Marching band can be a life-changing experience. That may seem a bit much to a non-musician, but if you’re a band member, or the parent of a band member, it can be the absolute truth.
Half a dozen Evanston Township High School marching band parents and band members pleaded today with the District 202 School Board to let the band continue this fall.
With no Illinois high school football due to COVID-19 restrictions, there will be no halftime shows, and no band competitions. So, no marching band.
One parent, in an e-mailed letter read during the Board’s virtual meeting this morning, said marching band means so much to her daughter that cancellation “brought devastation and sadness to her soul.”
Incoming sophomore Katie Drew wrote, “Band last year was probably the most fun I’ve had in my life.” Thanks to band camp the past couple of weeks, Katie said “I have smiled more than any time in the past five months.” The chance of marching in the fall “was the last thread of normalcy I was holding onto,” Katie explained. Cancellation meant she was “shattered.”
The parents and musicians asked if some sports, such as golf and girls’ tennis are allowed this fall, why not a socially-distanced marching band. Parent Molly Martin said “banning all arts is the easy way out,” and urged the board to “use a scalpel instead of a hatchet” in deciding which programs can continue.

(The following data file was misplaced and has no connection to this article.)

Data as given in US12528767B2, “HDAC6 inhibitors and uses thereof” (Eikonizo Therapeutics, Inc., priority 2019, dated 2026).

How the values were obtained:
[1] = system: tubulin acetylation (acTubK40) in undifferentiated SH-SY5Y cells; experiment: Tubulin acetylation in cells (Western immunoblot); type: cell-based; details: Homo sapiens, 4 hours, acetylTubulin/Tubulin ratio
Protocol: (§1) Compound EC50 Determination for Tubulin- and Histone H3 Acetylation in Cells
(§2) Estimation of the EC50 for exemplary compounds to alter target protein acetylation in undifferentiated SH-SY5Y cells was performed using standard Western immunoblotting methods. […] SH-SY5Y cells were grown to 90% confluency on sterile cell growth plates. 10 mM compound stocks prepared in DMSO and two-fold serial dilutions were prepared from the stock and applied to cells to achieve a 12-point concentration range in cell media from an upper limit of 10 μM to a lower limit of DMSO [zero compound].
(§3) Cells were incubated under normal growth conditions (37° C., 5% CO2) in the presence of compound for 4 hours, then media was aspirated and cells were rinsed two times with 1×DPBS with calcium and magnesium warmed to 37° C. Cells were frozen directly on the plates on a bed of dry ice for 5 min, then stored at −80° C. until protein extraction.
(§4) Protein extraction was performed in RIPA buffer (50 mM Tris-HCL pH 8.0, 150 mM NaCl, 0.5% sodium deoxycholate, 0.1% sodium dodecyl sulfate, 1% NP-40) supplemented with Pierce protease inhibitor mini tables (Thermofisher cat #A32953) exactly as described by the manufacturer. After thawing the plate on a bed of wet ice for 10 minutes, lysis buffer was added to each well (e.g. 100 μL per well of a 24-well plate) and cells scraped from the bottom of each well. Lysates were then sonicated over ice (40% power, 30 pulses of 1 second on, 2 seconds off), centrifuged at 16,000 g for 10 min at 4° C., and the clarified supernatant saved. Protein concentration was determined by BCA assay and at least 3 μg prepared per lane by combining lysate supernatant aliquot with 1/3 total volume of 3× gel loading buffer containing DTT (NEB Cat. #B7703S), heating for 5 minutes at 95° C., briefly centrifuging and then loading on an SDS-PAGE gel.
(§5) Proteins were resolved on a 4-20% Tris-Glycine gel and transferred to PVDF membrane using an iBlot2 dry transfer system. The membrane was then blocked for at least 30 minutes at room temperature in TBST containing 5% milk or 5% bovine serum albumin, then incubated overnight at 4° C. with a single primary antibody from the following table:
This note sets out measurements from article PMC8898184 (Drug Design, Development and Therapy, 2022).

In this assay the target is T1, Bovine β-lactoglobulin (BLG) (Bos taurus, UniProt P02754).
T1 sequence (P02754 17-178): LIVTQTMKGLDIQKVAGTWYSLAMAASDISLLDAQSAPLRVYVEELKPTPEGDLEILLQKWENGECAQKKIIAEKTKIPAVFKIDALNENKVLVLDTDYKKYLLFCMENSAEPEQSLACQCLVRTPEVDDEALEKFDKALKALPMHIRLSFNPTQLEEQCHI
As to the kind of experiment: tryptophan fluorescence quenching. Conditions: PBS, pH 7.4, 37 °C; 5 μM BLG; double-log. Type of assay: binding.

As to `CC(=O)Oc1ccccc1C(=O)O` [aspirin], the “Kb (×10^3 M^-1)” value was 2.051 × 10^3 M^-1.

Board members understood what the marching Wildkits mean to the winds, brass, and percussion who make up the band. “I played in the marching band,” said Board Member Gretchen Livingston. “I played the clarinet. I loved it. I’m so sympathetic with these students for losing this opportunity,” Livingston added.
But sympathy did not change any votes. As expected, the Board gave final approval for all-remote learning this fall, without a marching band. All activities will be virtual, except for the handful of sports allowed by Governor J.B. Pritzker.
“We had decided not to have any fall sports,” explained Superintendent Eric Witherspoon. ETHS only put back girls’ and boys’ golf, cross country, and girls’ tennis after the governor’s decision. There will be band and orchestra classes, but they will be virtual, on the computer.
“I think we’re in for a very, very difficult fall,” Witherspoon said. While COVID case numbers in Evanston are relatively low, the superintendent said, “We do not live in a bubble.” The virus is spreading nationwide, and, he said “I don’t want us to be the next school to get a surge” of COVID-19.
Football has been moved to the spring, medical conditions permitting. The plan, Witherspoon said, is to bring marching band back then as well. The newly modified spring season, if it does happen, begins mid- February. That’s twenty-degree weather time in Illinois. And as any band member will tell you, trying to march and play with the horn almost frozen to your lips is not easy.
But also, as any band member will also tell you, they can’t wait to get out there.